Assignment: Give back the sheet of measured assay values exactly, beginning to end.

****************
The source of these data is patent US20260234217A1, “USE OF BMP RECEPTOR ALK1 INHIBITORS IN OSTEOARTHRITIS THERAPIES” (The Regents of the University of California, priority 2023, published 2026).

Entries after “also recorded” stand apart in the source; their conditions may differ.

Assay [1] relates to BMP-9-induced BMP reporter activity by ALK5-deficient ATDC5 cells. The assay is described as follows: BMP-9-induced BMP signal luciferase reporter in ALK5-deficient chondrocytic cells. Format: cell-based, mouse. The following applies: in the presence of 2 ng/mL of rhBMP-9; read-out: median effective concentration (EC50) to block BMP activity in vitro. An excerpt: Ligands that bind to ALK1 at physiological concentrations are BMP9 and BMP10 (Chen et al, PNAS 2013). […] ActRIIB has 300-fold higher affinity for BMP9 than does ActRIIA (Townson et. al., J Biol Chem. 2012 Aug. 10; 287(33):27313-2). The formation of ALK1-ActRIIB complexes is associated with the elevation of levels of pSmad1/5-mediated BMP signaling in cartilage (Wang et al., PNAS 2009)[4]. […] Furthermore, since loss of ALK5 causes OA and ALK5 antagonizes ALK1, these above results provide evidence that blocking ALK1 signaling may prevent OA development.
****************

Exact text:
The source of these data is patent US20260234217A1, “USE OF BMP RECEPTOR ALK1 INHIBITORS IN OSTEOARTHRITIS THERAPIES” (The Regents of the University of California, priority 2023, published 2026).

Entries after “also recorded” stand apart in the source; their conditions may differ.

Assay [1] relates to BMP-9-induced BMP reporter activity by ALK5-deficient ATDC5 cells. The assay is described as follows: BMP-9-induced BMP signal luciferase reporter in ALK5-deficient chondrocytic cells. Format: cell-based, mouse. The following applies: in the presence of 2 ng/mL of rhBMP-9; read-out: median effective concentration (EC50) to block BMP activity in vitro. An excerpt: Ligands that bind to ALK1 at physiological concentrations are BMP9 and BMP10 (Chen et al, PNAS 2013). […] ActRIIB has 300-fold higher affinity for BMP9 than does ActRIIA (Townson et. al., J Biol Chem. 2012 Aug. 10; 287(33):27313-2). The formation of ALK1-ActRIIB complexes is associated with the elevation of levels of pSmad1/5-mediated BMP signaling in cartilage (Wang et al., PNAS 2009)[4]. […] Furthermore, since loss of ALK5 causes OA and ALK5 antagonizes ALK1, these above results provide evidence that blocking ALK1 signaling may prevent OA development.